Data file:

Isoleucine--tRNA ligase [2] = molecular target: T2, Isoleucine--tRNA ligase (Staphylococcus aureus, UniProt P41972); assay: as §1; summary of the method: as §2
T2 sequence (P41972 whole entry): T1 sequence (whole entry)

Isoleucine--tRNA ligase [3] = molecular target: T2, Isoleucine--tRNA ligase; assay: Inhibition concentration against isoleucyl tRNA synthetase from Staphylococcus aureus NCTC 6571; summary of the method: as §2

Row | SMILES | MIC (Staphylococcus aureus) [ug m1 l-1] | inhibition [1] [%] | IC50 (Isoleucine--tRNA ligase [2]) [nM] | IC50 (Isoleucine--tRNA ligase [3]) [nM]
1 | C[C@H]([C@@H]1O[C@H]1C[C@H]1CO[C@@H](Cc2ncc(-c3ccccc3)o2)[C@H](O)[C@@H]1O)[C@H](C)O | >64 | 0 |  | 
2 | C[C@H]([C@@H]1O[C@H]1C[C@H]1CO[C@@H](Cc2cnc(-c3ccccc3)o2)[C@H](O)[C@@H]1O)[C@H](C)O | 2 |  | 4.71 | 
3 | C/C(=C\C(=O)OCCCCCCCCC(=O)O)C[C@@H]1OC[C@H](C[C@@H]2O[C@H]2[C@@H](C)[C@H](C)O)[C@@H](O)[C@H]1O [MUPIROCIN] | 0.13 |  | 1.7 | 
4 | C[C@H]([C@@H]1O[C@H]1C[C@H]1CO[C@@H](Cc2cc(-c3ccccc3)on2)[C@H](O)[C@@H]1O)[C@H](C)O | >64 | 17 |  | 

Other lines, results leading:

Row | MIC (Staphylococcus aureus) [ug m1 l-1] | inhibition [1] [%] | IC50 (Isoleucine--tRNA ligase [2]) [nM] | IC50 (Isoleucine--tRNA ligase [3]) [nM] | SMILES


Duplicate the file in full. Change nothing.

Isoleucine--tRNA ligase [2] = molecular target: T2, Isoleucine--tRNA ligase (Staphylococcus aureus, UniProt P41972); assay: as §1; summary of the method: as §2
T2 sequence (P41972 whole entry): T1 sequence (whole entry)

Isoleucine--tRNA ligase [3] = molecular target: T2, Isoleucine--tRNA ligase; assay: Inhibition concentration against isoleucyl tRNA synthetase from Staphylococcus aureus NCTC 6571; summary of the method: as §2

Row | SMILES | MIC (Staphylococcus aureus) [ug m1 l-1] | inhibition [1] [%] | IC50 (Isoleucine--tRNA ligase [2]) [nM] | IC50 (Isoleucine--tRNA ligase [3]) [nM]
1 | C[C@H]([C@@H]1O[C@H]1C[C@H]1CO[C@@H](Cc2ncc(-c3ccccc3)o2)[C@H](O)[C@@H]1O)[C@H](C)O | >64 | 0 |  | 
2 | C[C@H]([C@@H]1O[C@H]1C[C@H]1CO[C@@H](Cc2cnc(-c3ccccc3)o2)[C@H](O)[C@@H]1O)[C@H](C)O | 2 |  | 4.71 | 
3 | C/C(=C\C(=O)OCCCCCCCCC(=O)O)C[C@@H]1OC[C@H](C[C@@H]2O[C@H]2[C@@H](C)[C@H](C)O)[C@@H](O)[C@H]1O [MUPIROCIN] | 0.13 |  | 1.7 | 
4 | C[C@H]([C@@H]1O[C@H]1C[C@H]1CO[C@@H](Cc2cc(-c3ccccc3)on2)[C@H](O)[C@@H]1O)[C@H](C)O | >64 | 17 |  | 

Other lines, results leading:

Row | MIC (Staphylococcus aureus) [ug m1 l-1] | inhibition [1] [%] | IC50 (Isoleucine--tRNA ligase [2]) [nM] | IC50 (Isoleucine--tRNA ligase [3]) [nM] | SMILES